WHEN KILKENNY LIFTED the All-Ireland minor hurling title in 2014, Darragh Joyce was spearheading their challenge.
Operating at wing-back, he had the honour of grasping the silverware at the final whistle after Kilkenny had charged past Limerick.
Three years on and Joyce is in a different sporting space. He’s back home after a first season plying his trade in Australian Rules with St Kilda and their affiliate club Sandringham.
Returning to native soil affords him the chance to cheer on the Kilkenny U21 hurlers in Saturday’s Bord Gáis Energy All-Ireland final against Limerick.
His Rower-Inistioge club mate Pat Lyng is captain of the side and hopes to maintain the tradition of success.
“He’s been supporting us well, he’s been getting onto me before every game wishing me luck and all, he’s keeping in touch,” says Lyng.
“I stayed in touch with him, he’s getting on well. I think he’s back home the last day or two, it’s their off season now. I’m sure he’ll go and support us on Saturday.
“It would be great for the club if we did win on Saturday. We’d have had the captain from the minor in 2014 and then the captain from the U21 so it’d be great.”
Last October Joyce hit 0-10 as Rower-Inistioge fell just short against O’Loughlin Gaels in their efforts to book a spot on Kilkenny county senior final day for the first time in 39 years.
A versatile operator, his club were robbed off a major talent when he moved to Australia to pursue a new sporting career.
“We do miss him with the club,” admits Lyng.
“You just have to get on. When he’s gone you have to prepare without him don’t you, play away. He is a serious loss. We’d love to have him but he’s getting on well over there. He really enjoys it now.
“I went to the same school as him in Good Counsel. I saw him a few times playing the football and when someone comes looking for you like that, it’s hard to turn down.
“If they came after me, I’d do the very same thing to be honest.”
Lyng is focused on emulating Joyce’s achievement in captaining a triumphant Kilkenny team. He got a taste of it early in the summer with the convincing Leinster final win over Wexford but has been hampered by injury since then and missed the landslide semi-final victory against Derry.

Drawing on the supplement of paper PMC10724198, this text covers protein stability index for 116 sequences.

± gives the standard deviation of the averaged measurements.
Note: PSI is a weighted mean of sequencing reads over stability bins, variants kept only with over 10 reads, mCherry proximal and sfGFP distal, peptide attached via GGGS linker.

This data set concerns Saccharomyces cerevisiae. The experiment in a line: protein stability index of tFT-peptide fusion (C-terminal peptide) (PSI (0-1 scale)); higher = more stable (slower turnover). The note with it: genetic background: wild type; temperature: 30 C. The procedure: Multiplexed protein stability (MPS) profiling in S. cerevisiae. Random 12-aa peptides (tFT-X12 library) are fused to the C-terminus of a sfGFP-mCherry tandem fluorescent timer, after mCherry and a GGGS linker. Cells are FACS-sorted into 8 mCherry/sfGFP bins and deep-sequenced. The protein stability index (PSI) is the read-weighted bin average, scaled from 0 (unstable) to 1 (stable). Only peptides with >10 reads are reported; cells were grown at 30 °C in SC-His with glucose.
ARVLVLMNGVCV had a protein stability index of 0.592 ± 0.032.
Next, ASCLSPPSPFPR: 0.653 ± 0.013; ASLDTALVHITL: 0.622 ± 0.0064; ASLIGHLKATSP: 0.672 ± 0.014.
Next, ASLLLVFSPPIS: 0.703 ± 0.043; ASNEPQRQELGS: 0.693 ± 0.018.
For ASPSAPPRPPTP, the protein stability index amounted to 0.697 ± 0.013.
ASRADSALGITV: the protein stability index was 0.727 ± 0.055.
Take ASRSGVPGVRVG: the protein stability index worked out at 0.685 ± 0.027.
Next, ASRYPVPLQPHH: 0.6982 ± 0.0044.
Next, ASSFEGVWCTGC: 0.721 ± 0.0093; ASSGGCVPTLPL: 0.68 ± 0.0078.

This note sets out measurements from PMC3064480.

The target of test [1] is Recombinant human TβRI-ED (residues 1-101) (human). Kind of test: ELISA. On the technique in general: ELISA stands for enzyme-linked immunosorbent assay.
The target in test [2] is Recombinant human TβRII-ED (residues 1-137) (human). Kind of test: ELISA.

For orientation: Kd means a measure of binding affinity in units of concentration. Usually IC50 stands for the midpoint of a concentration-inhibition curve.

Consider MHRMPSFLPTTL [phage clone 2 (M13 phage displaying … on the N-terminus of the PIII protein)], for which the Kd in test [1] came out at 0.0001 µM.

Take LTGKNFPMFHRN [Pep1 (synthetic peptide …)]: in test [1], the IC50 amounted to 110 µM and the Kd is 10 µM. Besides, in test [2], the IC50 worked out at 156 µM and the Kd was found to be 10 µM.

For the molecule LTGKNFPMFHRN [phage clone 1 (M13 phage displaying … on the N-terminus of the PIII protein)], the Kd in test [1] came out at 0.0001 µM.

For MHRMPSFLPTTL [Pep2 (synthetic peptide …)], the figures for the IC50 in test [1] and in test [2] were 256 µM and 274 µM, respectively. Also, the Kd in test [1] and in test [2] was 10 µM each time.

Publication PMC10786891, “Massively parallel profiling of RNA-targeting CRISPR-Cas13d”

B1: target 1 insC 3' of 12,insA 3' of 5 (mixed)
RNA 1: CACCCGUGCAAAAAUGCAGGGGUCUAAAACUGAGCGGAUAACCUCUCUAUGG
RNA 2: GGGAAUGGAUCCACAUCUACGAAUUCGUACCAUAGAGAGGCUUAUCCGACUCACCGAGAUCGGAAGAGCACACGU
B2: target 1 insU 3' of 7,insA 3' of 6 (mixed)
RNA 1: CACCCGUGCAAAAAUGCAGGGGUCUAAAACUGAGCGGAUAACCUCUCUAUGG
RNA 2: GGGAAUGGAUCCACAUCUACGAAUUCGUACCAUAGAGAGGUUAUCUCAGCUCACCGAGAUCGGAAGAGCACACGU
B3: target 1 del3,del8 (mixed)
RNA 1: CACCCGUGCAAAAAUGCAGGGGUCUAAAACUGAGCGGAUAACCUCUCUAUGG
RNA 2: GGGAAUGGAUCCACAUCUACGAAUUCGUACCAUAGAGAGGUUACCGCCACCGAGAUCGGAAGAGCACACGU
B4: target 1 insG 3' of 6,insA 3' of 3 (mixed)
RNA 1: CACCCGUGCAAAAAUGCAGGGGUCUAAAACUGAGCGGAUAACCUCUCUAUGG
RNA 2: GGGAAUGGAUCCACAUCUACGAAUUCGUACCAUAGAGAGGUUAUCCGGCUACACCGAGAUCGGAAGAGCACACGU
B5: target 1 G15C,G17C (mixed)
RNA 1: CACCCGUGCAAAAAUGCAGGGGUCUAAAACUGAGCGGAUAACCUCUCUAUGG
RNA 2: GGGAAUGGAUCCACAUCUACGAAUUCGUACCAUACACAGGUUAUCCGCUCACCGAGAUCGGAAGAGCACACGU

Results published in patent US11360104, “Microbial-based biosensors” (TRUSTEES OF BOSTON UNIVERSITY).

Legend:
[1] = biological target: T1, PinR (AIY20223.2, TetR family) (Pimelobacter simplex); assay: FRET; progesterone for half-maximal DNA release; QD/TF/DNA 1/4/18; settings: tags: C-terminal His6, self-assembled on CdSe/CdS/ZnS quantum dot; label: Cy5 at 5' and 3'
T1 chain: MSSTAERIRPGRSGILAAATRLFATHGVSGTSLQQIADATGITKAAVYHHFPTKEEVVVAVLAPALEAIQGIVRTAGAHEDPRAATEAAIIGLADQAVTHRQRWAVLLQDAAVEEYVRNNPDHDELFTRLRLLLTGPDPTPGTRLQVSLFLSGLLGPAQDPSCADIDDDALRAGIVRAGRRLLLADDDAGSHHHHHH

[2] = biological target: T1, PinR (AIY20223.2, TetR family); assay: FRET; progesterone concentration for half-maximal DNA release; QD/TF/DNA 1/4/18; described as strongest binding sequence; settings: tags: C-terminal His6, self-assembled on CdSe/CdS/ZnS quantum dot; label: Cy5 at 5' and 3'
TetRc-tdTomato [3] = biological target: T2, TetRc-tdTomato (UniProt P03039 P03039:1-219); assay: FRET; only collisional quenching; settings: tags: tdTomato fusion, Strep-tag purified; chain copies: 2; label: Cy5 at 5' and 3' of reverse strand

“I had a sore shin, but it’s getting better now and I should be grand. It was fairly sore now, kind of a stress reaction to the bone.
“It would have lead to a fracture if I kept going then so I just took a bit of time out. It was after the Wexford game, it just came at me, I was playing a club game and it came at me but it’s grand now again. Raring to go.”
The drive to succeed is fueled by the memories of last year’s campaign which came to an abrupt halt at the hands of Westmeath in a shock early result in Leinster.
“It was hard going home, hard to take,” reveals Lyng.
“We got together and said we have to put it right this year. We were taking no shortcuts this year. We were more nervous playing the Dublin game this year than anything because all the pressure was on us coming into it.
“We won the Dublin game, we were able to go out and express ourselves. I suppose U21 hurling in Kilkenny hasn’t been going well now for the last nine years since we won it so we just wanted to put it right this year.
“Hopefully we can after Saturday. It’s going to be a tough game. Limerick are very good opposition.”
* Pat Lyng was in Dublin to look ahead to this weekend’s Bord Gáis Energy All-Ireland U21 hurling finals in Semple Stadium on Saturday at 1pm and 3pm.
Fans unable to attend the game can catch all the action live on TG4 or can follow #HurlingToTheCore online.
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